Review contains spoilers! If there’s one film that can restore passion towards cinema, it’s Life of Pi.
Life of Pi is a miraculous achievement both in storytelling and visuals, gripping and awe–striking. At first, I found the acting of the animals dubious – they were moving too much like humans, but I stopped questioning it after one point because the story was so enthralling I had to focus on that completely. I really adore that they didn’t flash back into the present during the shipwreck and quite long after that – it made the story more believable and thrilling.
While Pi carries the story from the beginning to the end, with the three different periods of his life – childhood, youth and present time, I still rooted for the tiger. When Pi was trying to feed the tiger, all I could think was the same his father did – but there was this one moment where you could see how the tiger went for the meat in his hand instead of Pi himself, and from there on, this freaking scary Bengal tiger was the one I was rooting for. And it can’t be easy to create this kind of effect without having the animal stripped of its nature or making it talk. Richard Parker1 became a character on his own. Bravo, Ang Lee! Speaking of great things in the film, the carnivorous island was an amazing twist, too – it was unexpected and rather magical.2 You know, the more I think about it, the more greatness I find in this film.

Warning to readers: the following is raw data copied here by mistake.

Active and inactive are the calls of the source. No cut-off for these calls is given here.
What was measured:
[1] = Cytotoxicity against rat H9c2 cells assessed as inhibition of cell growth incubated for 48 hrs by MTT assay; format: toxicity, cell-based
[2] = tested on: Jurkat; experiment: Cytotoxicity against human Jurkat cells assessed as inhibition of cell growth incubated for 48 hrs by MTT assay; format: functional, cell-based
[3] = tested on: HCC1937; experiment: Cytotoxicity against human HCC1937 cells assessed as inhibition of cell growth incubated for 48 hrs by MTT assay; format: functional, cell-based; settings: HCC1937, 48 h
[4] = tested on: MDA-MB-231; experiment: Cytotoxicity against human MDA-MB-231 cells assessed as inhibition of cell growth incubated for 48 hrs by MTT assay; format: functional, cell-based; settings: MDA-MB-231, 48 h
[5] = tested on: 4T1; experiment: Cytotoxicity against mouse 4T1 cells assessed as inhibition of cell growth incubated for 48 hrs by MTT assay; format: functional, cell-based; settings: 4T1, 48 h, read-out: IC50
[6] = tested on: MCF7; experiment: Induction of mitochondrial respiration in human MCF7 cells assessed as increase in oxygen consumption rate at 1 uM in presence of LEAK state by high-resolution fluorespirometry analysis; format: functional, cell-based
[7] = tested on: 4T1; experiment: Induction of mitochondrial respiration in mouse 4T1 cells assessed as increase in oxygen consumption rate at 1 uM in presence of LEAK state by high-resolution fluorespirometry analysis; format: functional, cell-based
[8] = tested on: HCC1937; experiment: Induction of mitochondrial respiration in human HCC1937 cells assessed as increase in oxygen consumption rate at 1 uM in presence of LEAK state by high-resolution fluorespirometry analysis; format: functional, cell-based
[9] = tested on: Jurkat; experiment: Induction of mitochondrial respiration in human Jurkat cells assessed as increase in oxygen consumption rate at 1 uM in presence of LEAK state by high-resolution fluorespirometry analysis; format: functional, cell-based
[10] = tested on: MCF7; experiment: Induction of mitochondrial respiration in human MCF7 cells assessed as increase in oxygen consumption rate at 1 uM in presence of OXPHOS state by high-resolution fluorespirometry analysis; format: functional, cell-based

Lately there’s one issue brought up in so many reviews – while everything else is great, films have bad screenwriting. Well, Life of Pi has excellent screenwriting that only adds to the greatness of it.3 There were issues – I think. But since I really cannot remember any today, I’ll just accept that Life of Pi is a great film, and leave it at that.
Plot: A young man who survives a disaster at sea is hurtled into an epic journey of adventure and discovery. While cast away, he forms an unexpected connection with another survivor: a fearsome Bengal tiger.
Director: Ang Lee
Writers: Yann Martel (novel), David Magee (screenplay)
Stars: Suraj Sharma, Irrfan Khan, Adil Hussain
1 Such a great name, don’t you think?
2 Plus I adore meerkats.
3 And wow, does it make me smile how there was a love story that was small and not in focus!